Author Topic: Stop worrying about the 4% rule  (Read 451294 times)

Retire-Canada

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Re: Stop worrying about the 4% rule
« Reply #1600 on: October 19, 2018, 08:39:10 AM »
Except for the spectre of approaching death.

Let's face it people shooting for 2%WR or lower a secretly using the "if I die at my desk" strategy as a way to ensure they never have to worry about running out of money and perhaps even better "if I die at my desk I never have to face the scary possibility of actually having to stop working!" So I don't think death holds the same concern for them as it does for folks who are eager to retire and get off the hamster wheel. ;-)

Retire-Canada

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Re: Stop worrying about the 4% rule
« Reply #1601 on: October 19, 2018, 09:18:19 AM »
The other item people forget to think about is the spending aspect of a WR. Spending is not a constant over 50 years.

When talking about %WRs spending is assumed to be appropriately budgeted. If you are at 2%WR and don't have a budget you can live with or you are at 8%WR and have 300% luxury spending built in than there is no point trying to even compare the two.

Before you bother working out a withdrawal rate you need to determine how much annual budget you need for your retirement. If you fail at that step nothing you do further down the planning process is going to be reliable.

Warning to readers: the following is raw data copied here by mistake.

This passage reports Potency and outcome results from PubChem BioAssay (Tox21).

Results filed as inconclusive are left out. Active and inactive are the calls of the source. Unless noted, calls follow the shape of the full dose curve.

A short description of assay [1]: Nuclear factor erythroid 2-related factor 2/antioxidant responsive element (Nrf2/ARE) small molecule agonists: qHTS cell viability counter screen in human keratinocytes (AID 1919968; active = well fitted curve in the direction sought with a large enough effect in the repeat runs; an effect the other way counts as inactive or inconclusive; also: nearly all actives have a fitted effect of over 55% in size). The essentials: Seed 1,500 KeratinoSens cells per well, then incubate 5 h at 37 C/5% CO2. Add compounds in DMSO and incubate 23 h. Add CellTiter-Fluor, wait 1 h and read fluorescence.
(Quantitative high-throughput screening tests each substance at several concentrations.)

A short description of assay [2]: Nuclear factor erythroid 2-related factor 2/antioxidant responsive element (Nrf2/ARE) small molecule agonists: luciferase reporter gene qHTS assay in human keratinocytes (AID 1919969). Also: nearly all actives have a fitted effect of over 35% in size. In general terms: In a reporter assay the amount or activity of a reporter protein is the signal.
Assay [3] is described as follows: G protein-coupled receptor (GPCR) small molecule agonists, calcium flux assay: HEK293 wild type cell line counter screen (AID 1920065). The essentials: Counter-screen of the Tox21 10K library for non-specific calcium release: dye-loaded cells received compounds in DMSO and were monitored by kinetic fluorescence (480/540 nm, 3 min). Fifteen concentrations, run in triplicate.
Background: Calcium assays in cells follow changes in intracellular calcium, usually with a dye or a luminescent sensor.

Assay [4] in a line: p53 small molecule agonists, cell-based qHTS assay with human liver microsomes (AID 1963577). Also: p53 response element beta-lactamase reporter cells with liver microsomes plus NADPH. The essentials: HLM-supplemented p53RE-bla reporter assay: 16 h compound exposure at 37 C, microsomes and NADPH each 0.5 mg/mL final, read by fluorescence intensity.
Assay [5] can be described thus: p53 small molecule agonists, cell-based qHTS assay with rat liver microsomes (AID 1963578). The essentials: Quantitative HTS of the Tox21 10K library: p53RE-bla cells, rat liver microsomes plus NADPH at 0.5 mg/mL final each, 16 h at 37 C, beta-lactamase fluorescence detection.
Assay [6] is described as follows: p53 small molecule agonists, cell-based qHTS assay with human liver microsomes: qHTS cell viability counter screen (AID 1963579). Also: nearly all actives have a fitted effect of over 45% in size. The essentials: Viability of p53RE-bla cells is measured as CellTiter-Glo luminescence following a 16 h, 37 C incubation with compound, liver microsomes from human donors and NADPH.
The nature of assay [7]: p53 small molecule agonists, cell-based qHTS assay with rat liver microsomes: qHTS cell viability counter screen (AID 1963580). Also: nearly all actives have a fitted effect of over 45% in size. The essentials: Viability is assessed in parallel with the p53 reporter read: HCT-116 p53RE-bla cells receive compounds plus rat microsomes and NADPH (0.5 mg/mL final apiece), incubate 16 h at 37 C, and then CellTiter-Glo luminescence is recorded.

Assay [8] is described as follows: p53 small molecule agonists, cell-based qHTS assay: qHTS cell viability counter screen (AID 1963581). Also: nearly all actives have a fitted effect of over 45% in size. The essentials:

Retire-Canada

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Re: Stop worrying about the 4% rule
« Reply #1602 on: October 19, 2018, 09:32:04 AM »
This is an over generalization and not true for everyone.

Nothing is true for everyone. People are very creative and will come up with all manner of reasons to OMY.

Exflyboy

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Re: Stop worrying about the 4% rule
« Reply #1603 on: October 19, 2018, 09:36:11 AM »
Yeah the budgeting step is interesting. We went from $30k/year prior to RE to something more like $45k after RE. Why? Well we are not exactly sure yet (this is the first year of no real employment for either of us), nor are we sure of what our actual spend is yet.

I know we did a few things around the house, such as installed a new deck plus bought a fancy large fridge but that would only account for about half the extra spend.

Part of the issue is that 2% WR is about $60k for us so in some ways the extra spend really doesn't matter.. Good problem to have/hedonistic adaption perhaps?